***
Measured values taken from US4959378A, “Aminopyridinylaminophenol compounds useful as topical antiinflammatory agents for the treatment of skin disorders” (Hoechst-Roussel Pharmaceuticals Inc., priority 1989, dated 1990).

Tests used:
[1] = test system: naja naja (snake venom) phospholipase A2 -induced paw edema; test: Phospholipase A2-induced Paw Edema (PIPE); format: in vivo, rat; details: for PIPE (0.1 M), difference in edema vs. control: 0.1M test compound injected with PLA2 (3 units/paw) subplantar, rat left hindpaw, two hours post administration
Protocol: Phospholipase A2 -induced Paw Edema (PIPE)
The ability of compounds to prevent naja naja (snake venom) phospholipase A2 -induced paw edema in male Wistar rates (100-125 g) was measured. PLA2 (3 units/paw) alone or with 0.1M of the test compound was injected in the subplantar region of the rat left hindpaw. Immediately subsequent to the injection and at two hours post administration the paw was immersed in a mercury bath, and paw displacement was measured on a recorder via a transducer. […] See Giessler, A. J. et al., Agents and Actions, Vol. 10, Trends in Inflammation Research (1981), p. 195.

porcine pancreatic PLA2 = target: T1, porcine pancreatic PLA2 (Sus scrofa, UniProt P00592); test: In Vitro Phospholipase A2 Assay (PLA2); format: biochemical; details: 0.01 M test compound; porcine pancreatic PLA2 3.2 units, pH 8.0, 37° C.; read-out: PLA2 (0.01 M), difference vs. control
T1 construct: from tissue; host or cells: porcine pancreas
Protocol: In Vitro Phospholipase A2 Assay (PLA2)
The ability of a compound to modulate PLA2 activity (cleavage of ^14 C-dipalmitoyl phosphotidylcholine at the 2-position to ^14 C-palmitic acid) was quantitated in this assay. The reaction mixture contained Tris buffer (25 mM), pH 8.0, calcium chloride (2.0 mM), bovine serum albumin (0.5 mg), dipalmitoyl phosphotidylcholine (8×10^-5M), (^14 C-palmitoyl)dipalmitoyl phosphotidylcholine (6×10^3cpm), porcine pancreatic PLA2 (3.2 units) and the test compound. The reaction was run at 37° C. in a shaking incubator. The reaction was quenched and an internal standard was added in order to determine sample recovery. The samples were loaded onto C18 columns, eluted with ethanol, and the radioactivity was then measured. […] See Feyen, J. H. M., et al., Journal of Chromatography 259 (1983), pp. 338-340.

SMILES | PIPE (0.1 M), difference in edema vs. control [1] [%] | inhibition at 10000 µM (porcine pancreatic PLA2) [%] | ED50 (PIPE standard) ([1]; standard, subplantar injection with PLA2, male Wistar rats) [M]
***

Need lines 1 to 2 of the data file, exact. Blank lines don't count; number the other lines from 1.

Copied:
Measured values taken from US4959378A, “Aminopyridinylaminophenol compounds useful as topical antiinflammatory agents for the treatment of skin disorders” (Hoechst-Roussel Pharmaceuticals Inc., priority 1989, dated 1990).

Tests used: